Dutch art describes the history of visual arts in the Netherlands, after the United Provinces separated from Flanders. Earlier painting in the area is covered in Early Netherlandish painting and Dutch and Flemish Renaissance painting.
|History of Dutch and Flemish painting|
The history of Dutch art is dominated by the Dutch Golden Age painting, mostly of about 1620 to 1680, when a very distinct style and new types of painting were developed, though still keeping close links with Flemish Baroque painting. There was a healthy artistic climate in Dutch cities during the seventeenth century. For example, between 1605 and 1635 over 100,000 paintings were produced in Haarlem. At that time art ownership in the city was 25%, a record high. After the end of the Golden Age, production of paintings remained high, but ceased to influence the rest of Europe as strongly.
Many painters, sculptors and architects of the seventeenth century are called "Dutch masters", while earlier artists are generally referred to as part of the "Netherlandish" tradition. An individual work's being labelled or catalogued as "Dutch School" without further attribution indicates that an individual artist for the work cannot be ascertained.
The Hague School of the 19th century re-interpreted the range of subjects of the Golden Age in contemporary terms, and made Dutch painting once again a European leader. In the successive movements of art since the 19th century, the Dutch contribution has been best known from the work of the individual figures of Vincent van Gogh and Piet Mondrian, though both did their best work outside the Netherlands, and took some time to be appreciated. Amsterdam Impressionism had a mainly local impact, but the De Stijl movement, of which Mondrian was a member, was influential abroad.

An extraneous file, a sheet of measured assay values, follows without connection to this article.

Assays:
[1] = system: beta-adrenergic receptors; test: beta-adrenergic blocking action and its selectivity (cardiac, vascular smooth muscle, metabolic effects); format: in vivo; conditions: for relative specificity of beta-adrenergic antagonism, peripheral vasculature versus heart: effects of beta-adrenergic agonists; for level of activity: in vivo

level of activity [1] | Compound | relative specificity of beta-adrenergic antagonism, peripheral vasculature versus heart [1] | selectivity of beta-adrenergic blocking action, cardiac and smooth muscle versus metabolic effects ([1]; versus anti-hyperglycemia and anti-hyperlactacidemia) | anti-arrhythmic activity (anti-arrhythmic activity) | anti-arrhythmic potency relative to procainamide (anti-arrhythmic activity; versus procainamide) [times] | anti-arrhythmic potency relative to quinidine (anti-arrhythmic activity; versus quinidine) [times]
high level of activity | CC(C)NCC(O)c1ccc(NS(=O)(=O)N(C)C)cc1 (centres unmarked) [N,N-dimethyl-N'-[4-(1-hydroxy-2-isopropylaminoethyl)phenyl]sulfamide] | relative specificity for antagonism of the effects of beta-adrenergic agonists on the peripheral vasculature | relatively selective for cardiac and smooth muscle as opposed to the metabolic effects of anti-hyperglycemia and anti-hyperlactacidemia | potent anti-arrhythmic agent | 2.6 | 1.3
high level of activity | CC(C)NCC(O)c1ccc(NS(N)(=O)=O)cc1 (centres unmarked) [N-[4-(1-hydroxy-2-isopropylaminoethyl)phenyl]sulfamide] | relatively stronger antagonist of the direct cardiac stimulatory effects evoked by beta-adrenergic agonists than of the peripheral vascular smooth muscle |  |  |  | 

Dutch Golden Age painting was among the most acclaimed in the world at the time, during the seventeenth century. There was an enormous output of painting, so much so that prices declined seriously during the period. From the 1620s, Dutch painting broke decisively from the Baroque style typified by Rubens in neighboring Flanders into a more realistic style of depiction, very much concerned with the real world. Types of paintings included historical paintings, portraiture, landscapes and cityscapes, still lifes and genre paintings. In the last four of these categories, Dutch painters established styles upon which art in Europe depended for the next two centuries. Paintings often had a moralistic subtext. The Golden Age never really recovered from the French invasion of 1671, although there was a twilight period lasting until about 1710.